US drone campaign unpopular around the world: survey

WASHINGTON — The increasing use of deadly drone strikes against suspected militants, a major component of the Obama administration’s anti-terrorism policy, is widely opposed around the world, according to a Pew Research Center survey on the US image abroad.
In 17 out of 21 countries surveyed, more than half of the people disapproved of US drone attacks in Pakistan, Yemen and Somalia, Pew said Wednesday.
But in the United States, a majority, or 62 per cent, approved the drone campaign, making American public opinion the clear exception.
“There remains a widespread perception that the US acts unilaterally and does not consider the interests of other countries,” the study authors said, especially in predominantly Muslim nations, where American anti-terrorism efforts are ‘still widely unpopular’. The White House declined to comment on the report.
Pakistan as well as experts from the United Nations and Europe have been condemning the drone attacks, saying they violate international law and state sovereignty.
But the US justifies the drone campaign. “In order to prevent terrorist attacks on the United States and to save American lives, the United States government conducts targeted strikes against specific Al-Qaeda terrorists, sometimes using remotely piloted aircraft, often referred to publicly as drones,” White House counterterrorism chief John Brennan said in April in a detailed and wide-ranging defence of the policy. He said targets are chosen by weighing whether there is a way to capture the person against how much of a threat the person presents to Americans. “We continue to see the public thinking Obama has not fulfilled his promise that he would seek international approval for military force, and that’s related to displeasure with the drone strikes,” Pew Research Center President Andrew Kohut said of the survey, titled ‘Global Opinion of Obama Slips, International Policies Faulted’.
This is the first year Pew has included a question about the use of drones in its survey on the Obama administration, Kohut said. “It’s now a global issue,” he said.
The polls were nationally representative surveys conducted by telephone or in-person interviews in 21 countries in March and April. In Yemen, both military and CIA drones have stepped up the campaign against Al-Qaeda’s branch there, considered the most deadly threat to US interests. Those strikes are carried out in coordination with Yemeni officials, with Yemenis signing off on the targets, Yemeni and US officials say.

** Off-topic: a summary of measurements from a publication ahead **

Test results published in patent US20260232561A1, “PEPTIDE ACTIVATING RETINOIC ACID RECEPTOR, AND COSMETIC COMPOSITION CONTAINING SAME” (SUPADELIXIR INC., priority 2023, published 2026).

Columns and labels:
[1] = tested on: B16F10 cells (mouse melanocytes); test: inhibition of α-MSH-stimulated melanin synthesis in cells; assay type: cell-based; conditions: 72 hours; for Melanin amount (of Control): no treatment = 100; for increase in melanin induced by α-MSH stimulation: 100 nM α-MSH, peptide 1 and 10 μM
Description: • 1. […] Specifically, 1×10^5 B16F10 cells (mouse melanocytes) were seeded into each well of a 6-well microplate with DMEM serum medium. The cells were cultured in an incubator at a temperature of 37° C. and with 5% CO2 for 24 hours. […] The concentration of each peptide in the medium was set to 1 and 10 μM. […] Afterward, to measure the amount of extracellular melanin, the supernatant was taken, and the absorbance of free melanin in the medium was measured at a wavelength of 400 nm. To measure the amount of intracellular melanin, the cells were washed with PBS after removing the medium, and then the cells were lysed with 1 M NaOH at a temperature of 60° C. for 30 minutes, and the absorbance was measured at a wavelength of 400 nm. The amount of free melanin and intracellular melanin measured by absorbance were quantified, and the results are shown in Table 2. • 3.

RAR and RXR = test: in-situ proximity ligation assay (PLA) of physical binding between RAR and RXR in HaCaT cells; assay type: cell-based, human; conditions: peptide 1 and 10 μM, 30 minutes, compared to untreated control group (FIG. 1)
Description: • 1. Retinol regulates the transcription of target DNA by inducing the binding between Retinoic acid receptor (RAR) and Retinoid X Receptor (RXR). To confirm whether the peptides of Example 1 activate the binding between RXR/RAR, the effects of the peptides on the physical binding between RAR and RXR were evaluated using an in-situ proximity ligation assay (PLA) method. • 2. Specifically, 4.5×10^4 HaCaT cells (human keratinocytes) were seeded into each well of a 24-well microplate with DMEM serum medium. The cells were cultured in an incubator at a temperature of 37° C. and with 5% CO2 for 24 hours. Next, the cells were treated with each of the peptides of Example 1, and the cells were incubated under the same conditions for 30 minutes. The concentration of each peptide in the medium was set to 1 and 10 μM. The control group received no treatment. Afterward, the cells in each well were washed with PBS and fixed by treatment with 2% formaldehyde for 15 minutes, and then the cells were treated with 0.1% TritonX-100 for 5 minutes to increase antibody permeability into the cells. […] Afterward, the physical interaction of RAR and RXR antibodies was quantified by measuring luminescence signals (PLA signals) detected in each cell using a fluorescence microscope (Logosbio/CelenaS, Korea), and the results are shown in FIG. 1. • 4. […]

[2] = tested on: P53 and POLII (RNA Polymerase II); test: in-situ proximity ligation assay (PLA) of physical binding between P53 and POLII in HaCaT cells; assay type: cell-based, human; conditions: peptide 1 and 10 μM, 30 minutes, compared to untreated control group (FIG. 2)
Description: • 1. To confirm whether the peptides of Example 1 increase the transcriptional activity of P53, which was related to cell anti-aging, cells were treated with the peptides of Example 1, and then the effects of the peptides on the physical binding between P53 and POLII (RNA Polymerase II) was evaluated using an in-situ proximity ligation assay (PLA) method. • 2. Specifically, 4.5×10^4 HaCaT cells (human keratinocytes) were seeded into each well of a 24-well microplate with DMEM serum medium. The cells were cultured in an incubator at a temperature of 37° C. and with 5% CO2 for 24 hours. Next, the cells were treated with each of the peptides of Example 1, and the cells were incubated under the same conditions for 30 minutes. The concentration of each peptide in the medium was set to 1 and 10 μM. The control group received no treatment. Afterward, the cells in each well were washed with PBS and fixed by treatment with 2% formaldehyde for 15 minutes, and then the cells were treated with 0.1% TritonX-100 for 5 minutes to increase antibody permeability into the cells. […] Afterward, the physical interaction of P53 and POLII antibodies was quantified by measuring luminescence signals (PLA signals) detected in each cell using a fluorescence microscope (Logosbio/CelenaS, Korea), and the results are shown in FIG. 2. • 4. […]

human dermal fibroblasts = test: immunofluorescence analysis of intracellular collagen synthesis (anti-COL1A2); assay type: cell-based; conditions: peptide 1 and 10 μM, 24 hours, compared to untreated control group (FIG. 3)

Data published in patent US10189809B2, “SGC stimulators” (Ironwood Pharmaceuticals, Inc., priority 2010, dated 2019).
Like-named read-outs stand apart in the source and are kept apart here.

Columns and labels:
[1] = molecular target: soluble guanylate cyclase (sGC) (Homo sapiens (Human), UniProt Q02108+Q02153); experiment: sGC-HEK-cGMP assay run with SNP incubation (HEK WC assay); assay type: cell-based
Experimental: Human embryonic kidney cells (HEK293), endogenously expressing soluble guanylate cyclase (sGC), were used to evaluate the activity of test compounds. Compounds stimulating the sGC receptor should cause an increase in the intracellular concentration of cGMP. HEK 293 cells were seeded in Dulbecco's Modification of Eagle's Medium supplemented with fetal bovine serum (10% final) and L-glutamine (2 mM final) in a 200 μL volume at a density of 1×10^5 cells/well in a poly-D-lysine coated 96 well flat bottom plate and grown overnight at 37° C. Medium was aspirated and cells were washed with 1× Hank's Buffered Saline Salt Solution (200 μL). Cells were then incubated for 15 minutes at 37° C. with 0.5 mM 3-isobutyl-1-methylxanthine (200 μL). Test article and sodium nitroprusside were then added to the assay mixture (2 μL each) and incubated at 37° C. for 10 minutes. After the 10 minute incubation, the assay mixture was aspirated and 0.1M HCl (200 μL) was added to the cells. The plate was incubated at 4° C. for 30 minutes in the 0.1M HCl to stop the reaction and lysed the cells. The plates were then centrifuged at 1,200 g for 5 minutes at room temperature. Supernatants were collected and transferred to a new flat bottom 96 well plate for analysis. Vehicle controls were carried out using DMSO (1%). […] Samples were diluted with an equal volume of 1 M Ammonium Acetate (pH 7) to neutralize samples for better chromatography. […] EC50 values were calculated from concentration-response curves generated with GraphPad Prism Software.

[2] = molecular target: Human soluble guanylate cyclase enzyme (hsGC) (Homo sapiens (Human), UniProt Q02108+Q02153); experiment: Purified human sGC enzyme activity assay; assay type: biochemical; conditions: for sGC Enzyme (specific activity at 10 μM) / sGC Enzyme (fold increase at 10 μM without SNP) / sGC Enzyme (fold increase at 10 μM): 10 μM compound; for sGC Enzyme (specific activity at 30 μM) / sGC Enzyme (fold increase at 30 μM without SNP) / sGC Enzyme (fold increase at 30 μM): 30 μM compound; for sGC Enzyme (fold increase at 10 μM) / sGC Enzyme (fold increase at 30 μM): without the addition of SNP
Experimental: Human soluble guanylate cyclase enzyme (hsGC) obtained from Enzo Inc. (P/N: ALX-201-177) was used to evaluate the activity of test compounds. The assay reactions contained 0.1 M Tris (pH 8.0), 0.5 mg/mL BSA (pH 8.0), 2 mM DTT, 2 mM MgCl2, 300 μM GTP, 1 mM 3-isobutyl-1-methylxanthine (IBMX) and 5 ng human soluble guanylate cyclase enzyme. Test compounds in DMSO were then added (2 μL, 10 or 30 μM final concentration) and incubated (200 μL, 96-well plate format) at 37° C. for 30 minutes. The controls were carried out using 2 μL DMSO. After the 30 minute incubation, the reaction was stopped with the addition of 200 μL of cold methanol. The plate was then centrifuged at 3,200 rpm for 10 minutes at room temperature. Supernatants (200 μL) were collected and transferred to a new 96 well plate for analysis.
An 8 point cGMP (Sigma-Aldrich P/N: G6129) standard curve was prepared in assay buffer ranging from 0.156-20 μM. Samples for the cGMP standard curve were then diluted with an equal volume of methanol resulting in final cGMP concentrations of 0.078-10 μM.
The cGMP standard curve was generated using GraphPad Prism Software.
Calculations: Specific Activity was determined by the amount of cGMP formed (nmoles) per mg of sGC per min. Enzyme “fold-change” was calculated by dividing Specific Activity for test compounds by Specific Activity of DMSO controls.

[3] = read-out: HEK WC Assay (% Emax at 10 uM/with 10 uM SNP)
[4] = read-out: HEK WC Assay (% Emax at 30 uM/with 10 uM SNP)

In Somalia, drones are used less frequently. With no formal government in the war-torn, failed state, there is no one for the US to ask permission, but officials have been careful to keep both CIA and military strikes focused on suspects considered to be high-value targets, rather than targeting large training camps where dozens of would-be militants are learning their trade. The idea is to remove the leaders rather than killing large numbers of trainees and pulling their extended families into battle of revenge against the Americans.
Majorities or pluralities in 12 countries express a favorable opinion of the United States, while the prevailing view is negative in only five nations, the survey said. In three countries views are closely divided.
Attitudes toward the US are generally more positive today than in 2008, the final year of the George W Bush administration. The biggest improvements in America’s image have occurred among Europeans – in France, Spain, and Germany, the percentage of people with a positive view of the US is at least 20 percentage points higher than in 2008.
However, some of the initial surge in pro-American sentiments that followed Obama’s election has waned in Western Europe, especially in Germany where 64 per cent had a favorable opinion of the US in 2009, compared to 52 per cent today.
In Japan, 72 per cent currently express a favorable opinion of the US, up from 50 per cent four years ago. America’s image in Japan improved dramatically in 2011, due in part to American relief efforts following the devastating March 2011 earthquake and tsunami. Fully 85 per cent of Japanese respondents expressed a positive view of the US in last year’s poll. In a number of strategically important Muslim nations, America’s image has not improved during the Obama presidency. In fact, America’s already low 2008 ratings have slipped even further in Jordan and Pakistan, it said.
Even in many nations where overall ratings for the US remain low, however, certain aspects of American ‘soft power’ are often well-regarded. For instance, the American way of doing business is especially popular in the Arab World – more than half in Lebanon (63%), Tunisia (59%), Jordan (59%) and Egypt (52%) say they like this element of America’s image.
Majorities or pluralities in 18 of 20 countries admire the US for its science and technology, and most of the publics surveyed embrace American music, movies and television. Around the world, US ideas about democracy and American ways of doing business have become more popular since Obama took office.
American soft power is often particularly appealing to young people, according to the survey. In particular, US popular culture and American ideas about democracy are more popular among people under 30.
Still, even as they embrace certain features of American culture, people worry that it may crowd out their own cultures and traditions – majorities or pluralities in 17 of 20 countries say it is a bad thing that US ideas and customs are spreading to their countries.

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